The maleic anhydride-modified polyolefins are materials containing about 0.2 to 9% by weight of combined maleic anhydride, preferably about 2 to 5%. In fact, one embodiment of these materials is a commercially available product, sold under the trademark "Hercoprime™" by Hercules Incorporated. Polyethylene or polypropylene modified with maleic anhydride is available commercially from Enron Chemical Co. under the trademark "Plexar™". Any polymer or copolymer of ethylene, propylene, or 1-butene can be modified via the maleic anhydride moiety to form the substrate molecule, including polyethylene, polypropylene, ethylene-propylene copolymer, propylene-butene-1 copolymer, or butene-1-ethylene copolymer. The most frequently encountered and the preferred maleic anhydride modified polyolefin is that based on polypropylene.
The preparation of maleic anhydride modified polypropylene comprises exposing the olefin polymer to material or condition which will induce the formation of active, free radical sites thereon with which maleic anhydride can react. Active centers can be induced, e.g., by subjecting the polymer to the action of high energy ionizing radiation such as gamma rays, X-rays, or high speed electrons, by contacting it, either as a solid or a solution in a solvent, with a free radical producing material such as dibenzoyl peroxide, dilauroyl peroxide, dicumyl peroxide or t-butyl perbenzoate, or by simply milling it in the presence of air. The preferred method is the reaction of the polyolefin with maleic anhydride in solvent solution in the presence of a free radical initiator.
The olefin polymer based maleimides of the invention are prepared by graft modifying the appropriate polymer backbone with a maleic anhydride and thereafter reacting said anhydride modified olefin polymer with stabilizers containing primary amino or hydrozido functionalities. A less preferred method is to modify the appropriate polymer backbone with N-(stabilizer substituted)maleimide of formula: ##STR15## where R1, R2 and G are as previously defined and more than one class of G groups are present.
The graft modification of EPDM by maleic anhydride in the presence of dicumyl peroxide and benzoyl peroxide is described by DeVito and co-workers (G. DeVito, N. Lanzetta, G. Maglio, M. Malinconico, P. Musta, R. Palumbo, J. Polym, Sci., Polyn, Chem, Ed., 22, pp 1335-1347 (1984)).
(e) Maleic anhydride adducts of hydrogenated polymers or copolymers.
The maleic anhydride adduct polymers useful in this invention are polymeric products containing pendant succinic anhydride groups which are formed by reacting maleic anhydride with hydrogenated polymers of conjugated dienes or hydrogenated copolymers of conjugated dienes and vinyl aromatic hydrocarbons containing a residual unsaturation level of from 0.5 to 20 percent of their original unsaturation level prior to hydrogenation. The reaction which is conducted by heating a mixture of the maleic anhydride and hydrogenated polymer or copolymer containing residual unsaturation proceeds by means of a reaction mechanism referred to as an "ENE" type Reaction. The maleic anhydride adds to the unsaturation of the polymer to form the polymer product containing the pendant succinic anhydride groups. This polymer by virtue of the pendant anhydride groups can be reacted with stabilizers containing primary amino or hydrazide groups to form the polymer bound stabilizers of this invention.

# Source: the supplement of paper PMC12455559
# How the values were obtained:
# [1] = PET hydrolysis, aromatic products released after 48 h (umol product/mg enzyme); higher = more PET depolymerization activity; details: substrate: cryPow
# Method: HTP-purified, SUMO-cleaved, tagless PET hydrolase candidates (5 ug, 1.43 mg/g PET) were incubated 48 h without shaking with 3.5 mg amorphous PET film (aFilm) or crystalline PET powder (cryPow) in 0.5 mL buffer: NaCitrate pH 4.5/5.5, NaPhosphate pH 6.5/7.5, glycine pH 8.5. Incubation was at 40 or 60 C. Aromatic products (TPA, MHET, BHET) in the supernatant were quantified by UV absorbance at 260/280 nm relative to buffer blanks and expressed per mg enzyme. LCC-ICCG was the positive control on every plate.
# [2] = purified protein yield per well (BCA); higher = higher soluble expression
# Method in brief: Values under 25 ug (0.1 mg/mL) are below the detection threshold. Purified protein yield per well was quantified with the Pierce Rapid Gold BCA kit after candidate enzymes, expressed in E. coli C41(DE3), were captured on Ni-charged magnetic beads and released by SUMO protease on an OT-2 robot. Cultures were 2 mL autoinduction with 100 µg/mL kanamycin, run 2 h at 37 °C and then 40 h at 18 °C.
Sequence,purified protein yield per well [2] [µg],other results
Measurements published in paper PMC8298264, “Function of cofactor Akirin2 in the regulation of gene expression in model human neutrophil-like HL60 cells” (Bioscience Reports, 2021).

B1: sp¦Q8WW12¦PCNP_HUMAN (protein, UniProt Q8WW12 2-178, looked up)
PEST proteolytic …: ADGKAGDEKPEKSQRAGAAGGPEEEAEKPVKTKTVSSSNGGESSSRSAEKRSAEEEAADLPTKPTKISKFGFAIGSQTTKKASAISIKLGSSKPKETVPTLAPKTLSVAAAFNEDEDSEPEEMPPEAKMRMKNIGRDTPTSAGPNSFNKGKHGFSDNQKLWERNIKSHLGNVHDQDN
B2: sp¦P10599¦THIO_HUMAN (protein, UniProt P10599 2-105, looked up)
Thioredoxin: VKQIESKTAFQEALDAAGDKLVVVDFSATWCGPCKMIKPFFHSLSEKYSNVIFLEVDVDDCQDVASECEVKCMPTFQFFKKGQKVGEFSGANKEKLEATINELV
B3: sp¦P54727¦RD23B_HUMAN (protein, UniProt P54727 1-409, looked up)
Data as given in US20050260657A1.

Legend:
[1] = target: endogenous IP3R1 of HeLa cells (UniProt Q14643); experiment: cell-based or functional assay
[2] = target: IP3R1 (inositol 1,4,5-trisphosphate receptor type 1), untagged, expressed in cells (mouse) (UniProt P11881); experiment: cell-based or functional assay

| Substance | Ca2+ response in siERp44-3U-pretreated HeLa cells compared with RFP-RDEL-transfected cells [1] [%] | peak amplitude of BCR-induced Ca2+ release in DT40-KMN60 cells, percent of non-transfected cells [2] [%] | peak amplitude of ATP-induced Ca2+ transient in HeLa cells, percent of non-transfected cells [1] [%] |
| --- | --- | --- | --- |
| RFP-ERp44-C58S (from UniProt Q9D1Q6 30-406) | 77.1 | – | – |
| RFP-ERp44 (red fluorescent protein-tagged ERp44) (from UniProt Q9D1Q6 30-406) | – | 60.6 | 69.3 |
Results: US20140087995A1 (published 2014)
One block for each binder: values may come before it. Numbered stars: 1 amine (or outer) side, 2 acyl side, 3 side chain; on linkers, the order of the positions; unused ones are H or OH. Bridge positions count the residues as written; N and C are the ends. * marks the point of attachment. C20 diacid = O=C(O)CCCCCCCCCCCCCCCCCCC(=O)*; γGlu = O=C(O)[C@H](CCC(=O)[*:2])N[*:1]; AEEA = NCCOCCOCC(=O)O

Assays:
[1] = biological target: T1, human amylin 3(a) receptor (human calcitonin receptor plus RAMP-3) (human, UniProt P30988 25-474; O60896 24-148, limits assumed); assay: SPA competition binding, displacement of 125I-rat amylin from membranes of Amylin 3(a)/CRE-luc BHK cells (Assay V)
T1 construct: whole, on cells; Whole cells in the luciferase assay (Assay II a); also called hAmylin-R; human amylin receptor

The amounts of maleic anhydride employed in the reaction can vary considerably depending on the specific nature of the hydrogenated polymer and the properties desired in the final product. In general, the amount of maleic anhydride employed may range from 0.1 to about 25 percent by weight based on total weight of maleic anhydride and hydrogenated polymer with a preferred amount being from 0.2 to 5 percent by weight.
Various polymers of conjugated dienes and copolymers of conjugated dienes and vinyl aromatic hydrocarbons may be hydrogenated for use in preparing the maleic anhydride adduct component of the compositions of the invention. Polymers of conjugated dienes which may be hydrogenated include polymers derived from one or more conjugated diene monomers. Thus, polymers derived from a single conjugated diene such as 1,3-butadiene (i.e., a homopolymer) or polymers derived from two or more conjugated dienes such as, for example, 1,3-butadiene and isoprene or 1,3-butadiene and 1,3-pentadiene (i.e., a copolymer) and the like may be utilized. Copolymers which may be hydrogenated include random copolymers of conjugated dienes and vinyl aromatic hydrocarbons and block copolymers of conjugated dienes and vinyl aromatic hydrocarbons which exhibit elastomeric properties.
(f) Maleic anhydride adducts of EPDM.
The maleic anhydride adducts of EPDM are also suitable maleic anhydride polymers for attachment of reactive stabilizer groups. They are prepared by the thermal addition of maleic anhydride to elastomeric copolymers of ethylene and propylene which have a substantially saturated hydrocarbon backbone chain and unsaturated hydrocarbon side-chains. The preparation of these adducts is described in U.S. Pat. No. 3,884,882.